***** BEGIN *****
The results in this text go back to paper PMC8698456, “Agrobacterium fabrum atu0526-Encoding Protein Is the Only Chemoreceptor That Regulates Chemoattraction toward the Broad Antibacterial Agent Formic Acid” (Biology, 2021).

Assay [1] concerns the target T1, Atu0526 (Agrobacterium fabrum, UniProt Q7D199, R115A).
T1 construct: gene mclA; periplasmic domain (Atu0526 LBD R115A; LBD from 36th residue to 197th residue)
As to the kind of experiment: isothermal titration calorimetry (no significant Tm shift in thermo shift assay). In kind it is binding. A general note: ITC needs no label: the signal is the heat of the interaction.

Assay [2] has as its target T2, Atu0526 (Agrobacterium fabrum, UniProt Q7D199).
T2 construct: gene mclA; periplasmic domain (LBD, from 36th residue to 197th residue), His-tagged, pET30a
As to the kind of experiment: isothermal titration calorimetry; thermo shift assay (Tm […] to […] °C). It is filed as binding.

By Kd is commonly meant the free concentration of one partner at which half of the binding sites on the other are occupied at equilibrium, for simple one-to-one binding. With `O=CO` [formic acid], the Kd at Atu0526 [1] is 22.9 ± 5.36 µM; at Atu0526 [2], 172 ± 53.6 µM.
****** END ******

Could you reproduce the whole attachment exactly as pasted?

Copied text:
The results in this text go back to paper PMC8698456, “Agrobacterium fabrum atu0526-Encoding Protein Is the Only Chemoreceptor That Regulates Chemoattraction toward the Broad Antibacterial Agent Formic Acid” (Biology, 2021).

Assay [1] concerns the target T1, Atu0526 (Agrobacterium fabrum, UniProt Q7D199, R115A).
T1 construct: gene mclA; periplasmic domain (Atu0526 LBD R115A; LBD from 36th residue to 197th residue)
As to the kind of experiment: isothermal titration calorimetry (no significant Tm shift in thermo shift assay). In kind it is binding. A general note: ITC needs no label: the signal is the heat of the interaction.

Assay [2] has as its target T2, Atu0526 (Agrobacterium fabrum, UniProt Q7D199).
T2 construct: gene mclA; periplasmic domain (LBD, from 36th residue to 197th residue), His-tagged, pET30a
As to the kind of experiment: isothermal titration calorimetry; thermo shift assay (Tm […] to […] °C). It is filed as binding.

By Kd is commonly meant the free concentration of one partner at which half of the binding sites on the other are occupied at equilibrium, for simple one-to-one binding. With `O=CO` [formic acid], the Kd at Atu0526 [1] is 22.9 ± 5.36 µM; at Atu0526 [2], 172 ± 53.6 µM.